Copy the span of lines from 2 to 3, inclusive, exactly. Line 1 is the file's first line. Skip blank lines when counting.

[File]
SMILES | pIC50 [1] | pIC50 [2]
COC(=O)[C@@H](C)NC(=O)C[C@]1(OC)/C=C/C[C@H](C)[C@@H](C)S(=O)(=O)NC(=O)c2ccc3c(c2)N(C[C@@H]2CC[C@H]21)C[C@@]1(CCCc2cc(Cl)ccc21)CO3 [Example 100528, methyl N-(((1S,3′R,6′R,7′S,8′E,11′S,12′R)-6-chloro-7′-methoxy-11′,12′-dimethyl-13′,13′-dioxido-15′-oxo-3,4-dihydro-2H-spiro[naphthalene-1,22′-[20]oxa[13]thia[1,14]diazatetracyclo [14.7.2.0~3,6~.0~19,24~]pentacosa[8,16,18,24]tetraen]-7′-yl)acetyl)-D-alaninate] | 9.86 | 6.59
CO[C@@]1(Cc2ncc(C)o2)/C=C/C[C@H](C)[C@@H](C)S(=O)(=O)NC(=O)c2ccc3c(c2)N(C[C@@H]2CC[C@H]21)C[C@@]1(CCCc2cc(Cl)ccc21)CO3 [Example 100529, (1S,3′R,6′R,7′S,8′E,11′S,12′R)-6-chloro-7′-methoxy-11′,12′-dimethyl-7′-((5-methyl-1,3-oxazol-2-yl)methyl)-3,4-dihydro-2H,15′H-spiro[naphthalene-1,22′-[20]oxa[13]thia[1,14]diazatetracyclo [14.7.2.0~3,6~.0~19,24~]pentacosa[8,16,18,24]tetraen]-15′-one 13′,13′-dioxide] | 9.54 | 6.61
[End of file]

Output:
COC(=O)[C@@H](C)NC(=O)C[C@]1(OC)/C=C/C[C@H](C)[C@@H](C)S(=O)(=O)NC(=O)c2ccc3c(c2)N(C[C@@H]2CC[C@H]21)C[C@@]1(CCCc2cc(Cl)ccc21)CO3 [Example 100528, methyl N-(((1S,3′R,6′R,7′S,8′E,11′S,12′R)-6-chloro-7′-methoxy-11′,12′-dimethyl-13′,13′-dioxido-15′-oxo-3,4-dihydro-2H-spiro[naphthalene-1,22′-[20]oxa[13]thia[1,14]diazatetracyclo [14.7.2.0~3,6~.0~19,24~]pentacosa[8,16,18,24]tetraen]-7′-yl)acetyl)-D-alaninate] | 9.86 | 6.59
CO[C@@]1(Cc2ncc(C)o2)/C=C/C[C@H](C)[C@@H](C)S(=O)(=O)NC(=O)c2ccc3c(c2)N(C[C@@H]2CC[C@H]21)C[C@@]1(CCCc2cc(Cl)ccc21)CO3 [Example 100529, (1S,3′R,6′R,7′S,8′E,11′S,12′R)-6-chloro-7′-methoxy-11′,12′-dimethyl-7′-((5-methyl-1,3-oxazol-2-yl)methyl)-3,4-dihydro-2H,15′H-spiro[naphthalene-1,22′-[20]oxa[13]thia[1,14]diazatetracyclo [14.7.2.0~3,6~.0~19,24~]pentacosa[8,16,18,24]tetraen]-15′-one 13′,13′-dioxide] | 9.54 | 6.61